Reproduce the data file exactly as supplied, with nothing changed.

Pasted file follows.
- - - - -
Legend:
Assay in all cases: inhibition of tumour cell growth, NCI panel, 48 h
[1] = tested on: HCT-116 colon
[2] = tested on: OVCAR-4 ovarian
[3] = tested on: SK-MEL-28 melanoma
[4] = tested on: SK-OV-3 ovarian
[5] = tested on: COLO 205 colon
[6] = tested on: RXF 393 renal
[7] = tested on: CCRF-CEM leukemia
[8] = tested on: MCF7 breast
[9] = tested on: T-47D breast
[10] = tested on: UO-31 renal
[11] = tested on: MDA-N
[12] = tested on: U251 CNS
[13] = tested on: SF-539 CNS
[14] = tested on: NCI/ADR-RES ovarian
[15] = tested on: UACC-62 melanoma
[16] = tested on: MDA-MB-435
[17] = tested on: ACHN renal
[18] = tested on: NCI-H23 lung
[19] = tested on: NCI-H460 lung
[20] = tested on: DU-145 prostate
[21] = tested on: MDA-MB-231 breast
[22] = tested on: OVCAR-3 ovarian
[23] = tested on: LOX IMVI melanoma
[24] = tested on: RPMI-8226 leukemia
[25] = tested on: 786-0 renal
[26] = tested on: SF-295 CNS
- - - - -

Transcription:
Legend:
Assay in all cases: inhibition of tumour cell growth, NCI panel, 48 h
[1] = tested on: HCT-116 colon
[2] = tested on: OVCAR-4 ovarian
[3] = tested on: SK-MEL-28 melanoma
[4] = tested on: SK-OV-3 ovarian
[5] = tested on: COLO 205 colon
[6] = tested on: RXF 393 renal
[7] = tested on: CCRF-CEM leukemia
[8] = tested on: MCF7 breast
[9] = tested on: T-47D breast
[10] = tested on: UO-31 renal
[11] = tested on: MDA-N
[12] = tested on: U251 CNS
[13] = tested on: SF-539 CNS
[14] = tested on: NCI/ADR-RES ovarian
[15] = tested on: UACC-62 melanoma
[16] = tested on: MDA-MB-435
[17] = tested on: ACHN renal
[18] = tested on: NCI-H23 lung
[19] = tested on: NCI-H460 lung
[20] = tested on: DU-145 prostate
[21] = tested on: MDA-MB-231 breast
[22] = tested on: OVCAR-3 ovarian
[23] = tested on: LOX IMVI melanoma
[24] = tested on: RPMI-8226 leukemia
[25] = tested on: 786-0 renal
[26] = tested on: SF-295 CNS